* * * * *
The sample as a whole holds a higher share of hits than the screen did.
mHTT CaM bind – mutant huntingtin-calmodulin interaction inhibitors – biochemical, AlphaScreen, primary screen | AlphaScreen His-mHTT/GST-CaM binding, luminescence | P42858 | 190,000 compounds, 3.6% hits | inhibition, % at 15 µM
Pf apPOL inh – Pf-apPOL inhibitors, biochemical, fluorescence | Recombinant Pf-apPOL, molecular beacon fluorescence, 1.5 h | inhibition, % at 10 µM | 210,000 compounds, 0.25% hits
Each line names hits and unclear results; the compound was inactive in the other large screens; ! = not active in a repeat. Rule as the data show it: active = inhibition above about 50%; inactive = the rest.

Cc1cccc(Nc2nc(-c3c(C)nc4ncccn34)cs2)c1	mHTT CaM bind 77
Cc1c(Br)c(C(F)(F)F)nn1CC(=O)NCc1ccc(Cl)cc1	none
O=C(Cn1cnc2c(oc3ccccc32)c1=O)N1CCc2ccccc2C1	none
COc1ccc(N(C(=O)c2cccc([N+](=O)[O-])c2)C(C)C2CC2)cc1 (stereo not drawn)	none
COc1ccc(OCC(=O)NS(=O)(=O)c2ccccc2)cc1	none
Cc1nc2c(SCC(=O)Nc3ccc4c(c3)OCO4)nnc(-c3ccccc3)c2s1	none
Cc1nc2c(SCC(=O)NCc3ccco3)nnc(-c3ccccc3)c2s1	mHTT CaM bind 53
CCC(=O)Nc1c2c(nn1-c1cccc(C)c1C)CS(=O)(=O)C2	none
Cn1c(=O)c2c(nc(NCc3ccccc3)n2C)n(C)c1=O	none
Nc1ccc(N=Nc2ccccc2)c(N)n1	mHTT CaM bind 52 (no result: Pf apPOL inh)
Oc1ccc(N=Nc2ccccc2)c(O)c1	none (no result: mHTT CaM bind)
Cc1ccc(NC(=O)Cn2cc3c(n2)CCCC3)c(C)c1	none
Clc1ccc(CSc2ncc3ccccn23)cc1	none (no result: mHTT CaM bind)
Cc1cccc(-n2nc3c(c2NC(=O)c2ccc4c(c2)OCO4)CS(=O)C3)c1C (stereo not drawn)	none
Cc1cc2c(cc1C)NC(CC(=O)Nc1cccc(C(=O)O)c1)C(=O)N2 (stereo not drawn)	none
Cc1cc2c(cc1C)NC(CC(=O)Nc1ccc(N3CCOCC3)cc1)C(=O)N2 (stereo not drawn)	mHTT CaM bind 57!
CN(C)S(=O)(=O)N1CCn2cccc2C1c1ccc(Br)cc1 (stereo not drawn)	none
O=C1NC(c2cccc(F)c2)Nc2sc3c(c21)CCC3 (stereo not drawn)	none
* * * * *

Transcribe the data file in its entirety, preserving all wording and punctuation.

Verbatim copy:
The sample as a whole holds a higher share of hits than the screen did.
mHTT CaM bind – mutant huntingtin-calmodulin interaction inhibitors – biochemical, AlphaScreen, primary screen | AlphaScreen His-mHTT/GST-CaM binding, luminescence | P42858 | 190,000 compounds, 3.6% hits | inhibition, % at 15 µM
Pf apPOL inh – Pf-apPOL inhibitors, biochemical, fluorescence | Recombinant Pf-apPOL, molecular beacon fluorescence, 1.5 h | inhibition, % at 10 µM | 210,000 compounds, 0.25% hits
Each line names hits and unclear results; the compound was inactive in the other large screens; ! = not active in a repeat. Rule as the data show it: active = inhibition above about 50%; inactive = the rest.

Cc1cccc(Nc2nc(-c3c(C)nc4ncccn34)cs2)c1	mHTT CaM bind 77
Cc1c(Br)c(C(F)(F)F)nn1CC(=O)NCc1ccc(Cl)cc1	none
O=C(Cn1cnc2c(oc3ccccc32)c1=O)N1CCc2ccccc2C1	none
COc1ccc(N(C(=O)c2cccc([N+](=O)[O-])c2)C(C)C2CC2)cc1 (stereo not drawn)	none
COc1ccc(OCC(=O)NS(=O)(=O)c2ccccc2)cc1	none
Cc1nc2c(SCC(=O)Nc3ccc4c(c3)OCO4)nnc(-c3ccccc3)c2s1	none
Cc1nc2c(SCC(=O)NCc3ccco3)nnc(-c3ccccc3)c2s1	mHTT CaM bind 53
CCC(=O)Nc1c2c(nn1-c1cccc(C)c1C)CS(=O)(=O)C2	none
Cn1c(=O)c2c(nc(NCc3ccccc3)n2C)n(C)c1=O	none
Nc1ccc(N=Nc2ccccc2)c(N)n1	mHTT CaM bind 52 (no result: Pf apPOL inh)
Oc1ccc(N=Nc2ccccc2)c(O)c1	none (no result: mHTT CaM bind)
Cc1ccc(NC(=O)Cn2cc3c(n2)CCCC3)c(C)c1	none
Clc1ccc(CSc2ncc3ccccn23)cc1	none (no result: mHTT CaM bind)
Cc1cccc(-n2nc3c(c2NC(=O)c2ccc4c(c2)OCO4)CS(=O)C3)c1C (stereo not drawn)	none
Cc1cc2c(cc1C)NC(CC(=O)Nc1cccc(C(=O)O)c1)C(=O)N2 (stereo not drawn)	none
Cc1cc2c(cc1C)NC(CC(=O)Nc1ccc(N3CCOCC3)cc1)C(=O)N2 (stereo not drawn)	mHTT CaM bind 57!
CN(C)S(=O)(=O)N1CCn2cccc2C1c1ccc(Br)cc1 (stereo not drawn)	none
O=C1NC(c2cccc(F)c2)Nc2sc3c(c21)CCC3 (stereo not drawn)	none